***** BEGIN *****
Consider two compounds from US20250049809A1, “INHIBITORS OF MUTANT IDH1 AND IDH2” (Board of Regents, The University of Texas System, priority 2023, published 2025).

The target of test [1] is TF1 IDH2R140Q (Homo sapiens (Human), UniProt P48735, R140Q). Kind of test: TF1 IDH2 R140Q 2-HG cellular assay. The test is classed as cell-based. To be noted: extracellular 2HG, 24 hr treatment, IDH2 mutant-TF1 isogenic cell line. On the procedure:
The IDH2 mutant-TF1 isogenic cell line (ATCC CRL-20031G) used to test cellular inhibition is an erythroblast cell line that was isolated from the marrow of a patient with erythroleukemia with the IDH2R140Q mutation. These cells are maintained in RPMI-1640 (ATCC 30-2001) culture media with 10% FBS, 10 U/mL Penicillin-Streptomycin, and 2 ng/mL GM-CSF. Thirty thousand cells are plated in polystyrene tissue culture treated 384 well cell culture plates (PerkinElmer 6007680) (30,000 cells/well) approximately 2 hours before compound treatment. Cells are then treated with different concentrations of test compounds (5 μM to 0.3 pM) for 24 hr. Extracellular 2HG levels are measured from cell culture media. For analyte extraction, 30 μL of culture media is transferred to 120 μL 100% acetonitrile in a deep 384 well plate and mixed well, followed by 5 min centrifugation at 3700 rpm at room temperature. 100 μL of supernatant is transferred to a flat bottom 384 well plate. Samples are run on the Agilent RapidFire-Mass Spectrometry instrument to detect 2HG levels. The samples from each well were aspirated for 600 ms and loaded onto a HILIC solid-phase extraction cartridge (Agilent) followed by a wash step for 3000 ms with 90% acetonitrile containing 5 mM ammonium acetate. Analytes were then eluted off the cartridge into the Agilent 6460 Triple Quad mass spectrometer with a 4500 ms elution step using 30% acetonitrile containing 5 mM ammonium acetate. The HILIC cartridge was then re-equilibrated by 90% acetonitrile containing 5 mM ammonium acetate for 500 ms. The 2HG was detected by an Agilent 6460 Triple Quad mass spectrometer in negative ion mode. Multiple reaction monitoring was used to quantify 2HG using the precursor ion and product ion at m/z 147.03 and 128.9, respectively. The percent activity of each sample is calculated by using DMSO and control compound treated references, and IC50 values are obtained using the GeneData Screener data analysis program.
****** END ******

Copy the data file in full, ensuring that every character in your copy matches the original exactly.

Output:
Consider two compounds from US20250049809A1, “INHIBITORS OF MUTANT IDH1 AND IDH2” (Board of Regents, The University of Texas System, priority 2023, published 2025).

The target of test [1] is TF1 IDH2R140Q (Homo sapiens (Human), UniProt P48735, R140Q). Kind of test: TF1 IDH2 R140Q 2-HG cellular assay. The test is classed as cell-based. To be noted: extracellular 2HG, 24 hr treatment, IDH2 mutant-TF1 isogenic cell line. On the procedure:
The IDH2 mutant-TF1 isogenic cell line (ATCC CRL-20031G) used to test cellular inhibition is an erythroblast cell line that was isolated from the marrow of a patient with erythroleukemia with the IDH2R140Q mutation. These cells are maintained in RPMI-1640 (ATCC 30-2001) culture media with 10% FBS, 10 U/mL Penicillin-Streptomycin, and 2 ng/mL GM-CSF. Thirty thousand cells are plated in polystyrene tissue culture treated 384 well cell culture plates (PerkinElmer 6007680) (30,000 cells/well) approximately 2 hours before compound treatment. Cells are then treated with different concentrations of test compounds (5 μM to 0.3 pM) for 24 hr. Extracellular 2HG levels are measured from cell culture media. For analyte extraction, 30 μL of culture media is transferred to 120 μL 100% acetonitrile in a deep 384 well plate and mixed well, followed by 5 min centrifugation at 3700 rpm at room temperature. 100 μL of supernatant is transferred to a flat bottom 384 well plate. Samples are run on the Agilent RapidFire-Mass Spectrometry instrument to detect 2HG levels. The samples from each well were aspirated for 600 ms and loaded onto a HILIC solid-phase extraction cartridge (Agilent) followed by a wash step for 3000 ms with 90% acetonitrile containing 5 mM ammonium acetate. Analytes were then eluted off the cartridge into the Agilent 6460 Triple Quad mass spectrometer with a 4500 ms elution step using 30% acetonitrile containing 5 mM ammonium acetate. The HILIC cartridge was then re-equilibrated by 90% acetonitrile containing 5 mM ammonium acetate for 500 ms. The 2HG was detected by an Agilent 6460 Triple Quad mass spectrometer in negative ion mode. Multiple reaction monitoring was used to quantify 2HG using the precursor ion and product ion at m/z 147.03 and 128.9, respectively. The percent activity of each sample is calculated by using DMSO and control compound treated references, and IC50 values are obtained using the GeneData Screener data analysis program.